Join Steve Simon for an in-depth discussion in this video Getting the ideal shot of a ride lit up at night, part of Shooting a Photo Essay: Coney Island.
- Well, we finally made it to the destination. This was the ride that I had scattered out earlier that I wanted to capture. And when we got here it was getting kind of dark. But that was cool, because this ride was all beautifully lit up with different colors. This wasn't about capturing the faces as far as I was concerned, it was capturing the feet. Because that's what you saw, you saw these flying feet as it revolved 360 degrees. (ringing) It was getting dark, but it was very beautiful.
I'm in Auto ISO because I want to have a minimum shutter speed, but because the light was dimming down, I actually vaulted my ISO so that it would go up to 6400 instead of 3200. On these cameras, it's incredible the quality you're going to get. The noise doesn't really bother me, and sometimes if you pixel peep you'll see the noise. But the reality is by the time you post your picture or print the picture, that noise is not an issue and there's also some things you can do to lessen the color noise if it annoys you.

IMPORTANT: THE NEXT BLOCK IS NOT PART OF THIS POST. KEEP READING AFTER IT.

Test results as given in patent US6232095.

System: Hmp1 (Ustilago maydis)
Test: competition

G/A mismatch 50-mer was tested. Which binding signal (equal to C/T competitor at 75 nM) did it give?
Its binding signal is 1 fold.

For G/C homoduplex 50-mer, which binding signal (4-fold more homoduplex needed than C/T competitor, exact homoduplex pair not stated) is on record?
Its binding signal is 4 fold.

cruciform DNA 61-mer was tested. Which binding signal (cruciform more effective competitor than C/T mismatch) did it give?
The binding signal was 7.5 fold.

So I ended up waiting a few rounds. Now, unfortunately because it's so cold and there are not that many people here, it wasn't a full ride, but that's okay. So I was focusing on the areas where the feet were there and I don't know exactly what we're going to get but I'm hopeful that there's something from this particular situation. You got to wait, you got to be patient, I think that's something you're seeing over and over again. If you wait, you will be rewarded, and in my experience as a photographer these many years I find that the more patient I am, often I'm rewarded.
It's a bit of a numbers game, not every time will you strike gold, but more often than not you will. If you wait it out, good things will happen.
- Getting the lay of the land
- Shooting action shots
- Photographing rides
- Photographing food and people
- Reviewing the images from Coney Island